This week's visit to Pravda (have we missed a visit somewhere back there?) gives us this brief piece outlining a possible threat to humanity from the latest strain of avian (or "bird") flu originating in Far Eastern chickens and travelling via ducks (the old Marx Brothers bit... China? Marx? Never mind...) quite possibly into a strain transmittable to humans.
The reference to the Spanish flu, of course, refers to the pandemic that broke out right after World War I, and killed well over 20 million world wide (around the same number as the world war itself). The reference to the Black Death, if possible, is even more ominous, as the bubonic plague transmitted by rats killed something around a third of Europe's population around the 1300's.
While I would hope that a large part of the world, with modern public health measures, would be far less susceptible to a pandemic than they were 85 years ago, given that the world, in large parts anyway, is already subject to an AIDS pandemic, reducing immuno-resistance as it is, and given the much larger population and the "mega-metropolises" (massive cities well over 10,000,000 people-- several in China and India, Karachi, Pakistan, Lagos, Nigeria, Mexico City, Rio and Sao Paolo, Brazil), I would have to guess the possibility of a devastating pandemic with worldwide deaths well in excess of 1918-19 levels is hardly out of the question.
As always, Americans prove totally incapable of assessing the actual risks of anything. Hence, we seem to have no problem as we value "intellectual property rights" of government subsidized pharmaceutical companies who refuse to set realistic prices for AIDS drugs in the third world as more important than (1) saving human lives over there, and (2) reducing the possibility of devastating pandemic that will infest and blow back over here. We stand by as our own government-- alone in the world-- fails to step up to make sure it has ample alternative supply of this year's flu vaccine (a mistake that will probably result in the unnecessary shortening of thousands of American lives). But we go apeshit at the possibility of (Arab) terrorists exploding a nuclear device in one American city.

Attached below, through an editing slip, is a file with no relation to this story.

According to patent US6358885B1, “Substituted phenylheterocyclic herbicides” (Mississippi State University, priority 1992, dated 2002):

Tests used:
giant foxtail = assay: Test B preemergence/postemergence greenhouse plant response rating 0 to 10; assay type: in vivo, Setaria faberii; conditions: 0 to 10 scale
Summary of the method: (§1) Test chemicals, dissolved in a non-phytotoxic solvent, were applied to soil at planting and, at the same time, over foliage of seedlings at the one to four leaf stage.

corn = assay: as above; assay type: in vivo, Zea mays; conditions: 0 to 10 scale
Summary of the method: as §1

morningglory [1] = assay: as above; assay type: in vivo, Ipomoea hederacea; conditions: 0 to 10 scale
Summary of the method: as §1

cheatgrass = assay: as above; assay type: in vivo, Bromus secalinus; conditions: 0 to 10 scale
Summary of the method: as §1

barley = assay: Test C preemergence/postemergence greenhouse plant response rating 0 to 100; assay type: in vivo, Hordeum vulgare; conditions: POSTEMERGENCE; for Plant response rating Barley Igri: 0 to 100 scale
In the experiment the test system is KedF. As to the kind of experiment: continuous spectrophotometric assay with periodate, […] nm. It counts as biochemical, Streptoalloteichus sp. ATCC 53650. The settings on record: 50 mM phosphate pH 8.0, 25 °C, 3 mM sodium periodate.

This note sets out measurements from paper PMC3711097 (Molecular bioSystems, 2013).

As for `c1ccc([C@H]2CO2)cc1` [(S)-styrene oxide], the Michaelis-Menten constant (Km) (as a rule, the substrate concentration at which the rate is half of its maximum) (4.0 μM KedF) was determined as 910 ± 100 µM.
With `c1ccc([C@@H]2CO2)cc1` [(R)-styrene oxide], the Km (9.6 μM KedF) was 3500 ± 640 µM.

The fact is, I would guess that pandemic is a far likelier threat to our nation's people. My guess is that the attention it receives from our government would be something like "zero". Why? There aren't the immense profits to be made from heading off a pandemic that there would be to solve such burning problems as heartburn (sorry), baldness, depression, obesity...
Pravda sends us a polite little wake up call. While I would hope that we take our collective head out of our ass and "think globally" about public health, other than gay-bashing and government spending without paying for it, it's hard for me to think of anything the majority of Americans care about. Including our own health and safety.
Thanks TD. Just as I was still down from Yasser's death, you post this article to cheer my spirits. Time to increase my investment in drug company stocks.
Posted by Hassan Bar Sinister at November 13, 2004 3:27 PM
Thanks TD. America sucks. What a shithole. 'Worse place on the planet to live. I'm moving to Angola.
Posted by Jihad Jay at November 13, 2004 4:28 PM
You're right about the lousy risk assessment capability of the average American.Watching your election coverage from here in UK the most striking thing was the number of interviewees voting for GWB because "he'd protect us from terrorists". These were usually not people living downwind of Ground Zero but folk with a thousand miles of corn between them and the nearest swarthy threat and who were more likely to get shot by the nearest twitchy handgun owner. Who would have thought that back in the days when you had a president to admire FDR said " the only thing we have to fear is fear itself".
Posted by Ron at November 13, 2004 5:11 PM